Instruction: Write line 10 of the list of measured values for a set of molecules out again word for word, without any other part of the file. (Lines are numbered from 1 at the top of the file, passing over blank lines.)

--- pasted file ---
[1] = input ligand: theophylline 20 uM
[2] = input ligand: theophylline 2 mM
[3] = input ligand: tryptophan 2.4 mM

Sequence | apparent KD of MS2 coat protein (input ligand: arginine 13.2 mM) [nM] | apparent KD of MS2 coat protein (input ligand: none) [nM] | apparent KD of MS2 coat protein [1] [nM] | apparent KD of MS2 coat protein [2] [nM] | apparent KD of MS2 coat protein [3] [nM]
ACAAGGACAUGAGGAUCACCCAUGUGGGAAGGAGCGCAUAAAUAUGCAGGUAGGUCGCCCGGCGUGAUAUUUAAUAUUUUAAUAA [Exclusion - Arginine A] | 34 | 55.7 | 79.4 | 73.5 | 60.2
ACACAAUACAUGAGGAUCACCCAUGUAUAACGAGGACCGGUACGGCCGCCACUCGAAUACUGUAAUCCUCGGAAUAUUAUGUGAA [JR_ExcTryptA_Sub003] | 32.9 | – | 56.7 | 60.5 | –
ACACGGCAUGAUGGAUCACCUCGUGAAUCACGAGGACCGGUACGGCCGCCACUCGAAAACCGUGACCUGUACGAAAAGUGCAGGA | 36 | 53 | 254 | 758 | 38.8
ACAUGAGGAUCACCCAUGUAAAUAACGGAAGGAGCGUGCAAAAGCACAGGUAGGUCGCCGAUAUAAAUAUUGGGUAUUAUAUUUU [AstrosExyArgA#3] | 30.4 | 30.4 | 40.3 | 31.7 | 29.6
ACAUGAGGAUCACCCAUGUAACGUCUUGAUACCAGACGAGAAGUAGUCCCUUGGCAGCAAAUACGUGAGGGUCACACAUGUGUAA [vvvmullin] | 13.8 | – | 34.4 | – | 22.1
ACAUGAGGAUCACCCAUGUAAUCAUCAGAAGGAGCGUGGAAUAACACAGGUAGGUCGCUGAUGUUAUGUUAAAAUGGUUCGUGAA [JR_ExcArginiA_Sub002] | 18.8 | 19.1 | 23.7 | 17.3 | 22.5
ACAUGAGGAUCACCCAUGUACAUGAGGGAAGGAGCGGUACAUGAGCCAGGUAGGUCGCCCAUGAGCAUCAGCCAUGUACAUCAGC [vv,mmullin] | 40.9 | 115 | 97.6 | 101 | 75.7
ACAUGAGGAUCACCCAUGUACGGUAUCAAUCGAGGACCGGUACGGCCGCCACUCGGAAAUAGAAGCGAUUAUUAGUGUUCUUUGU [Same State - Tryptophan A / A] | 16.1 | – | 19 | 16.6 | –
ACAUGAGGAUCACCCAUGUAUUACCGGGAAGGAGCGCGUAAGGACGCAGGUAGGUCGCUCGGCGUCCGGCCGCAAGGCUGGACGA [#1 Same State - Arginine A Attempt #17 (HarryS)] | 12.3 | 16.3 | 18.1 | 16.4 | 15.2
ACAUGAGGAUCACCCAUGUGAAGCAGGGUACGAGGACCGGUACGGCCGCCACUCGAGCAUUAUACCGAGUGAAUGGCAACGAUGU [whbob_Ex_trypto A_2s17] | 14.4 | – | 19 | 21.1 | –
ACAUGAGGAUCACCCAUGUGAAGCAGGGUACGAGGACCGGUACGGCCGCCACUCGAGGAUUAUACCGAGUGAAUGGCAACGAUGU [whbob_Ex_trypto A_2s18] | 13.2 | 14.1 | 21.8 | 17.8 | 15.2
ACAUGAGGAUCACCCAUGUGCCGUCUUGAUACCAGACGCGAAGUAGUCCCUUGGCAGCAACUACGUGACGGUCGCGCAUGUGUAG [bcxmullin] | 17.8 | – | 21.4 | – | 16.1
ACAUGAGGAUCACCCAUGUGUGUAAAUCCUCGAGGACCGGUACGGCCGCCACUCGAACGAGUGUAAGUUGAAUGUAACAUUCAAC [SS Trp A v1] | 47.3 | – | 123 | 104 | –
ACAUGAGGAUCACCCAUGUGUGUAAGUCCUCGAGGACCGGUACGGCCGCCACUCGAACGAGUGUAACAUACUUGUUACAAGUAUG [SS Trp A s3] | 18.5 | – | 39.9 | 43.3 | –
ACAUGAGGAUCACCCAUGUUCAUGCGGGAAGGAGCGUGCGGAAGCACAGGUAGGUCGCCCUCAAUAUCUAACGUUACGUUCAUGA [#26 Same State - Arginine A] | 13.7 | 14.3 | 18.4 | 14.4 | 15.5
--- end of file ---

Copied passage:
ACAUGAGGAUCACCCAUGUAAUCAUCAGAAGGAGCGUGGAAUAACACAGGUAGGUCGCUGAUGUUAUGUUAAAAUGGUUCGUGAA [JR_ExcArginiA_Sub002] | 18.8 | 19.1 | 23.7 | 17.3 | 22.5